Tuesday, January 11, 2022

The .30 Super Carry -- What's The Point?

 

    If you have been paying attention to firearms related news you've probably seen articles and videos about Federal's new cartridge, the .30 Super Carry. It is being released under Federal's various lines of ammunition including Remington, Federal, and Speer, and will be available in HST and Gold Dot defensive loadings.

    Based on the articles and videos I've seen, the .30 Super Carry was intended to fill the performance gap between .380 ACP (9x17mm) and 9 mm Luger/Parabellum (9x19 mm) rounds. The 9x19 is the most popular round for pistols for self-defense, law enforcement, and even the military. The .380 has always lagged in popularity--at least in the United States--because it just doesn't offer the speed necessary for both good penetration and reliable expansion. Even though modern bullet designs have mostly addressed this issue, it would still be a little iffy when shot through heavy clothing. But what the .380 has going for it is that it is just enough shorter than 9 mm Luger to offer a smaller grip for those with smaller hands or for better concealed carry; and it can, with the right weapon, offer lower perceived recoil than the full sized 9 mm. The lower pressure of the .380 also makes it easier (and less expensive) to design and manufacture a handgun because it can work in a simple blowback design.

    So, one would expect that a new cartridge to bridge the gap between the .380 and 9 mm would try to keep the good points of .380--the lower recoil and slightly smaller length compared to the 9 mm--while giving better velocity. Unfortunately, that does not appear to be what Federal did with the .30 Super Carry.

    The new cartridge is smaller, but only in diameter (it uses a bullet of .312" diameter). The case length is apparently just a tad longer than the 9x19 mm. This allows an increase of one or two rounds for a given magazine size, but will otherwise require the same sized grip as the 9 mm. 

    If offers muzzle energy comparable to some 9 mm loads. For instance, Shooting Illustrated reports:

The 100-grain Federal load will provide 347 ft-pounds of muzzle energy; Remington’s 100-grainer offers 336. Meanwhile, the Speer 115-grainer generates 338 ft-pounds. Those numbers compare well to the 381 and 313 ft.-pounds produced by Federal’s 124-grain and 147-grain 9 mm loads, respectively. Moreover, JHP bullets in the new cartridge expand 1.9 times original caliber, almost identical to the best 9 mm loads, which expand 1.915 times initial diameter.

But it does this because of it is a very high pressure pistol load: 50,000 psi. As the video, above, explains, you potentially are facing problems with blown primers at those pressures. And it will be louder than either .380 or 9 mm. Perhaps more importantly to the end user, however, is that this high pressure and fast moving smaller bullet results in recoil that is reported as largely indistinguishable from the 9 mm.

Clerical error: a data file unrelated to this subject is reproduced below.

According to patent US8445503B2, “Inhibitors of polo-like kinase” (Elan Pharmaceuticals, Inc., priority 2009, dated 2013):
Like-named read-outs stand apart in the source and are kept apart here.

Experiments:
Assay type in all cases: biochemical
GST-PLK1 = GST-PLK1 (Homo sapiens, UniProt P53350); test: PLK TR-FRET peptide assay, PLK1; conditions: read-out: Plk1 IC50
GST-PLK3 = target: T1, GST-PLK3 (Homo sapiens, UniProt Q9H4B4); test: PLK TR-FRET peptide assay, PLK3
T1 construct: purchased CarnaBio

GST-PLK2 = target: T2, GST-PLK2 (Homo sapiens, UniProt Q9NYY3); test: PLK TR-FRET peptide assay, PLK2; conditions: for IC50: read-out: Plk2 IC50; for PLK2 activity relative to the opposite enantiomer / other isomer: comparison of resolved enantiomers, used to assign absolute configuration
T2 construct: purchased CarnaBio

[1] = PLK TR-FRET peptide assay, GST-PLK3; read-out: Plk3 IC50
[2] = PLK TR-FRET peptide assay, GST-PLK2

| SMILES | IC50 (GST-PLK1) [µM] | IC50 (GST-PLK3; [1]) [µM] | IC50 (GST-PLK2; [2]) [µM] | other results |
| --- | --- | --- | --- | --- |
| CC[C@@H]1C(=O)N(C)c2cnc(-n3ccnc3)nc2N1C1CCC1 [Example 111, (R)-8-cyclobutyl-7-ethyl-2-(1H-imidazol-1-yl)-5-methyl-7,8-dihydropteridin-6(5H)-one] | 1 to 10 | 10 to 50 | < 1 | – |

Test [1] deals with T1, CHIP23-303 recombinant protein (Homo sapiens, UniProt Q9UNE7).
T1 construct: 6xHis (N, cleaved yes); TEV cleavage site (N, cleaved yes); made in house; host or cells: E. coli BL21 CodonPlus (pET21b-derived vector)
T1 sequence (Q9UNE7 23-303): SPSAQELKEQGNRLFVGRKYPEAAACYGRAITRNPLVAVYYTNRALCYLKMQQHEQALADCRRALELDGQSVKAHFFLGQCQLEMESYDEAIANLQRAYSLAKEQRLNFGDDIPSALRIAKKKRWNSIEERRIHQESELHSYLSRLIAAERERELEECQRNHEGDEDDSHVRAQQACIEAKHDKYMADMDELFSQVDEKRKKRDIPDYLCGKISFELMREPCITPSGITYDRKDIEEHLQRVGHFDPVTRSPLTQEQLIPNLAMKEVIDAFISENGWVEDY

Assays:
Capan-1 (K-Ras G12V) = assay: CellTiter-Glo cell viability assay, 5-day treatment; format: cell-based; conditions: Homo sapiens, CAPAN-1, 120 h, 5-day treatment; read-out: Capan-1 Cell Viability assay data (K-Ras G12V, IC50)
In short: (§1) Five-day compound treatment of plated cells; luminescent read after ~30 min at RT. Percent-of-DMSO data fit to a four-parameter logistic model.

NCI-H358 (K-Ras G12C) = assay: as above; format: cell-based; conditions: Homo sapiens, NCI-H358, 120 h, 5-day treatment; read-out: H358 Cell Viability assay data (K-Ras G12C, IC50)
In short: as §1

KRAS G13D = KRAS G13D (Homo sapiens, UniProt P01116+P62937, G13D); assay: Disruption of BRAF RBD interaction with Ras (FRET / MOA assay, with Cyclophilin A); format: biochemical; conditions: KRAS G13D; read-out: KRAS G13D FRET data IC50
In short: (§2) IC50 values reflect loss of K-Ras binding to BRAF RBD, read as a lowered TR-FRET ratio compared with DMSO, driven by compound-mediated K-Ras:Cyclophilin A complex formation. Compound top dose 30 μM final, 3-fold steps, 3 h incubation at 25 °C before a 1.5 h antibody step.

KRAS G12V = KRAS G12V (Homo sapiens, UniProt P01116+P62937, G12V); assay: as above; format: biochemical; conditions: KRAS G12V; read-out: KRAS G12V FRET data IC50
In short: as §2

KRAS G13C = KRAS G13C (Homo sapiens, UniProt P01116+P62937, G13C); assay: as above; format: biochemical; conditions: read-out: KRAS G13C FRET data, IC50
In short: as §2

It appears that there are two pistols available or that will be available soon for this cartridge: a ultra-premium Nighthawk Custom pistols, specifically the President and GRP; and the S&W Shield EZ. Smith & Wesson will also be introducing a Shield Plus in .30 Super Carry.

    The price of the ammunition, according to Federal, will be comparable to .380 ACP. In other words, slightly more expensive than 9 mm, at least for practice and plinking ammo.

    Test results in the articles indicate that the cartridge was accurate, although that might be more the result of the firearm than anything inherent in the round. 

    Although there is a lot of luck in whether a cartridge will take off and become popular--basically, is it the right cartridge at the right time--there is always the issue of whether the new cartridge can do something better than some other cartridge. (Of course, an influential figure in the gun community could also boost the popularity of a cartridge).

    In this case, because of the harsher recoil, higher pressure, and a longer cartridge overall length, I don't believe that the .30 Super Carry is going to displace the .380 for those people that are already using the .380. That is, if those people wanted what the .30 Super Carry brings to the table, including the recoil and length and higher pressure than can be used in blowback designs, they would have already been using 9 mm. 

    Because the performance largely mimics the 9 mm, the .30 Super Carry is largely going to be competing against the 9 mm. Now, if this cartridge had been release about 5 years ago when single-stack 9 mm's were all the rage, it would have offered a significant advantage over the 9 mm by the simple fact that it would allow you to carry 7 to 9 rounds of ammunition versus 6 or 7 rounds of 9 mm in the same size magazine. Thus the probable reason for the first two pistols released being essentially single stack guns. (Interestingly, development started before the introduction of micro-9s). 

    But with the introduction of higher capacity micro-9s, does the .30 Super Carry bring enough to the table to convince people to abandon their 9 mm? I don't know; but as for me, it does not.

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